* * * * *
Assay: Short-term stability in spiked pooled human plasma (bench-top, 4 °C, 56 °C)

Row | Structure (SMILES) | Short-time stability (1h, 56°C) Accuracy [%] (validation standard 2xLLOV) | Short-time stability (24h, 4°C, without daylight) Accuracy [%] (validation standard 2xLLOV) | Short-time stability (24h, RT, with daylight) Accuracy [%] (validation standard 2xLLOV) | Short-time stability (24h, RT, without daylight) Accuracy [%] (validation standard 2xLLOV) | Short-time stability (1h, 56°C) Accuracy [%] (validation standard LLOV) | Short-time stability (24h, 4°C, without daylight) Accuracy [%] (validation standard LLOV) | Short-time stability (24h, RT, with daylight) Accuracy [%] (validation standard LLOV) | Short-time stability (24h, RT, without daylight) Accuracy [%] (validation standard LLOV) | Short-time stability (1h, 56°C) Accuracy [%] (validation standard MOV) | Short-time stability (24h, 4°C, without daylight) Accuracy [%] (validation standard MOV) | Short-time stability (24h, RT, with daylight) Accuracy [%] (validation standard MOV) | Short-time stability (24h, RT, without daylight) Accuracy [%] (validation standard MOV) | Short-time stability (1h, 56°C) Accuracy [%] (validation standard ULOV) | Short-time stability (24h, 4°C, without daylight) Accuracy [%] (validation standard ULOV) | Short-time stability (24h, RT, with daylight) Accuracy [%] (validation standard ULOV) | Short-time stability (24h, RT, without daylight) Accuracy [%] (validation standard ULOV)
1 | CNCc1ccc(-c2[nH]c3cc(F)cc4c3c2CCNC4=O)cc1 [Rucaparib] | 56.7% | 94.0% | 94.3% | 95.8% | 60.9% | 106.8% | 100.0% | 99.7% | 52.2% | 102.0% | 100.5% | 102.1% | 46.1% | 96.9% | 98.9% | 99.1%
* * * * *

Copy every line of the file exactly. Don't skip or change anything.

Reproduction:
Assay: Short-term stability in spiked pooled human plasma (bench-top, 4 °C, 56 °C)

Row | Structure (SMILES) | Short-time stability (1h, 56°C) Accuracy [%] (validation standard 2xLLOV) | Short-time stability (24h, 4°C, without daylight) Accuracy [%] (validation standard 2xLLOV) | Short-time stability (24h, RT, with daylight) Accuracy [%] (validation standard 2xLLOV) | Short-time stability (24h, RT, without daylight) Accuracy [%] (validation standard 2xLLOV) | Short-time stability (1h, 56°C) Accuracy [%] (validation standard LLOV) | Short-time stability (24h, 4°C, without daylight) Accuracy [%] (validation standard LLOV) | Short-time stability (24h, RT, with daylight) Accuracy [%] (validation standard LLOV) | Short-time stability (24h, RT, without daylight) Accuracy [%] (validation standard LLOV) | Short-time stability (1h, 56°C) Accuracy [%] (validation standard MOV) | Short-time stability (24h, 4°C, without daylight) Accuracy [%] (validation standard MOV) | Short-time stability (24h, RT, with daylight) Accuracy [%] (validation standard MOV) | Short-time stability (24h, RT, without daylight) Accuracy [%] (validation standard MOV) | Short-time stability (1h, 56°C) Accuracy [%] (validation standard ULOV) | Short-time stability (24h, 4°C, without daylight) Accuracy [%] (validation standard ULOV) | Short-time stability (24h, RT, with daylight) Accuracy [%] (validation standard ULOV) | Short-time stability (24h, RT, without daylight) Accuracy [%] (validation standard ULOV)
1 | CNCc1ccc(-c2[nH]c3cc(F)cc4c3c2CCNC4=O)cc1 [Rucaparib] | 56.7% | 94.0% | 94.3% | 95.8% | 60.9% | 106.8% | 100.0% | 99.7% | 52.2% | 102.0% | 100.5% | 102.1% | 46.1% | 96.9% | 98.9% | 99.1%